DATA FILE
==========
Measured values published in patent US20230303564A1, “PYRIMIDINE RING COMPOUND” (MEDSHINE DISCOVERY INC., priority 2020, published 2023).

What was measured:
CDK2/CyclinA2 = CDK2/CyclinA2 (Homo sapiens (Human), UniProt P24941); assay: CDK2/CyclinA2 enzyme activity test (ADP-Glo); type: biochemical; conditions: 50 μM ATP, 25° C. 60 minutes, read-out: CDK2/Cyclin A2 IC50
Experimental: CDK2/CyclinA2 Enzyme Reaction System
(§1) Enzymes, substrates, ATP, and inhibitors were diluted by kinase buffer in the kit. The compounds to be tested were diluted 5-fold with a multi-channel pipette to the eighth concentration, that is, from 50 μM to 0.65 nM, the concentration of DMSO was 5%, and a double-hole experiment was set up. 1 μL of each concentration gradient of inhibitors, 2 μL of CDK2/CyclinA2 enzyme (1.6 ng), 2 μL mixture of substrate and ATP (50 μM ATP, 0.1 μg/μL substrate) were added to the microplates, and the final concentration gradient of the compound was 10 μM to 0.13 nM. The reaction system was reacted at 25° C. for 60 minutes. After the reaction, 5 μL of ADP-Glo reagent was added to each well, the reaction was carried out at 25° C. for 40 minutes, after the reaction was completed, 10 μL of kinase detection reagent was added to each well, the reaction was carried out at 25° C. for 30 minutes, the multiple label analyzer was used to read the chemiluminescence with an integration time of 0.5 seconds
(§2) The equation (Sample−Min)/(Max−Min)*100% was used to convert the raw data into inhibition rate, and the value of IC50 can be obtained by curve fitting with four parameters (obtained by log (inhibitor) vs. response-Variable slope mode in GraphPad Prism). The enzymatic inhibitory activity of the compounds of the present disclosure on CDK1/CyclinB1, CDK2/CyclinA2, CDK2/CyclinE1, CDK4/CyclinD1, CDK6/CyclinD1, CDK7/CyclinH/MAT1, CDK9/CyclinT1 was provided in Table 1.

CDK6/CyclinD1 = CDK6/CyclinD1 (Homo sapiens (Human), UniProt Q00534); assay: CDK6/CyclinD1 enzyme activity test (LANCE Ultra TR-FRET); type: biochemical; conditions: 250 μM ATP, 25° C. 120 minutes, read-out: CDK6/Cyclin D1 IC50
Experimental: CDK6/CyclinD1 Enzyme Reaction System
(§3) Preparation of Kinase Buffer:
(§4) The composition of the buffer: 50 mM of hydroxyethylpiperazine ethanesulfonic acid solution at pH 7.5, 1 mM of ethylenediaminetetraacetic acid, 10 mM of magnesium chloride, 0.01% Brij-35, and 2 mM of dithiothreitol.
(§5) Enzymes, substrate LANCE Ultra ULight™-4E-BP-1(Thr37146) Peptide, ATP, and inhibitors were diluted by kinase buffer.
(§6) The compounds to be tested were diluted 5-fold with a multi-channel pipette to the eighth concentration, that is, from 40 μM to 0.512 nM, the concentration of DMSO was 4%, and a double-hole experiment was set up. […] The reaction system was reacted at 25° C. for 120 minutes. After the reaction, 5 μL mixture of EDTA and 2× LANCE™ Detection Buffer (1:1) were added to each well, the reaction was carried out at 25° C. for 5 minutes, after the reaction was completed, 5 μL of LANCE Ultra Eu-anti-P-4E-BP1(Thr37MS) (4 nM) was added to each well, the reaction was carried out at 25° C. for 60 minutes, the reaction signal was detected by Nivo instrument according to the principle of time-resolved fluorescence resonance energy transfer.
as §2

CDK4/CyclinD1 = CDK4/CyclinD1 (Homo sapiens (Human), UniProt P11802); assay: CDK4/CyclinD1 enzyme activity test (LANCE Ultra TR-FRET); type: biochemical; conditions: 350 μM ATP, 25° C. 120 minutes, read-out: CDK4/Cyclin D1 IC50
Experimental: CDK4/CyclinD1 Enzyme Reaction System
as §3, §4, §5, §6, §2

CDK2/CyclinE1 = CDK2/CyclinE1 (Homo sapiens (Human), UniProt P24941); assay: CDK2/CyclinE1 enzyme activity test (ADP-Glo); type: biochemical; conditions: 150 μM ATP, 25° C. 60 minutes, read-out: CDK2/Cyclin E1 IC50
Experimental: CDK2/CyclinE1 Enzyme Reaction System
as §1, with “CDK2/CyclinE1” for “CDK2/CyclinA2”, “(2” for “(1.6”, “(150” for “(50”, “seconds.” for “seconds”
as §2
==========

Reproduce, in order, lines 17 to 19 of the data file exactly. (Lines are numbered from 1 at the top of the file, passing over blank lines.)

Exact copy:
CDK2/CyclinE1 = CDK2/CyclinE1 (Homo sapiens (Human), UniProt P24941); assay: CDK2/CyclinE1 enzyme activity test (ADP-Glo); type: biochemical; conditions: 150 μM ATP, 25° C. 60 minutes, read-out: CDK2/Cyclin E1 IC50
Experimental: CDK2/CyclinE1 Enzyme Reaction System
as §1, with “CDK2/CyclinE1” for “CDK2/CyclinA2”, “(2” for “(1.6”, “(150” for “(50”, “seconds.” for “seconds”